Brewer’s revolt centers around her attempt to defy a basic federal law, the Real ID Act, in which Congress listed “deferred action” recipients as being eligible to receive driver’s licenses. Real ID was passed in 2005 to improve license security after 9/11, but 20 states, including Arizona, continue to fight the law, saying it doesn’t give enough leeway to states. Department of Homeland Security Secretary Janet Napolitano, who will ultimately oversee DACA, fought for the repeal of Real ID in 2009, saying it had proved unworkable and unpopular.
The order “is an act of defiance and a constitutional throwdown,” says Michael Olivas, an immigration-law expert at the University of Houston. “The fact is, there is no gray area as to deferred action. Once someone is given that, they have to be given a driver’s license.”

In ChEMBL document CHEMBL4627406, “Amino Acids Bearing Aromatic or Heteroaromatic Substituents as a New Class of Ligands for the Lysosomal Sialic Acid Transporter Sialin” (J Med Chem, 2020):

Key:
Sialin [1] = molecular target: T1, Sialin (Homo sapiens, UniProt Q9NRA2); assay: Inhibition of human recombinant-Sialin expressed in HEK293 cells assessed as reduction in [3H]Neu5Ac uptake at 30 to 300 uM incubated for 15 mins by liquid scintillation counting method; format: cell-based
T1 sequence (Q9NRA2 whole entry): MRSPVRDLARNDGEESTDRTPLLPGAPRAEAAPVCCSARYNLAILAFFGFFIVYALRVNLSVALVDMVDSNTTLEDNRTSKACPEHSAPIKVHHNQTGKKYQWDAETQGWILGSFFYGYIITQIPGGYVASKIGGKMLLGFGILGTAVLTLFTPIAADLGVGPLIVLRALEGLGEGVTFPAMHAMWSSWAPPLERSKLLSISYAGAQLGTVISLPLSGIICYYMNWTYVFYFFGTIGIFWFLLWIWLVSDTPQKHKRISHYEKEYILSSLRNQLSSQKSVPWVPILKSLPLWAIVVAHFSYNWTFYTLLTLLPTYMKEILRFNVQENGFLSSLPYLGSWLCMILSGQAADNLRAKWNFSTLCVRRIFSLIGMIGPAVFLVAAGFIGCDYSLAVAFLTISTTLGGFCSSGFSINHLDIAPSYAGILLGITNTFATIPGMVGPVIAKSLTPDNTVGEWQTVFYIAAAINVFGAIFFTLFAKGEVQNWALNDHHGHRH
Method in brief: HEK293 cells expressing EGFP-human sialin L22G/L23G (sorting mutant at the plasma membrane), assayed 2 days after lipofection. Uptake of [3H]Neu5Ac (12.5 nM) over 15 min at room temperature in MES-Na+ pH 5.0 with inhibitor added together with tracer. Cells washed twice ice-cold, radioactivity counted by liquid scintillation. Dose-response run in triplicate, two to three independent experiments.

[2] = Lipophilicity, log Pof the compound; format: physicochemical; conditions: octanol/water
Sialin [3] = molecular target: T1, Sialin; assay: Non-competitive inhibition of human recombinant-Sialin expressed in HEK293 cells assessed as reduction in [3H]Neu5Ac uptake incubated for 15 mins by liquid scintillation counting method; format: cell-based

Brewer, who in January raised her finger to the president’s face during a tense encounter on an Arizona airport runway, disagrees.
Undocumented immigrants "are here illegally and unlawfully in the state of Arizona, and it's already been determined that you're not allowed to have a driver's license if you are here illegally," the governor said in a press conference. "The Obama amnesty plan doesn't make them legally here."
Arizona, under Brewer, became a leading force in the anti-illegal immigration movement by passing Senate Bill 1070, which included tough measures designed to shrink the numbers of illegal immigrants. Several other states including Georgia and Alabama followed suit, sparking legal showdowns between the states and the US Department of Justice. This summer, the US Supreme Court struck down most of SB 1070, but retained one key provision: the ability of police officers to ask for identification from those they suspect are in the country illegally.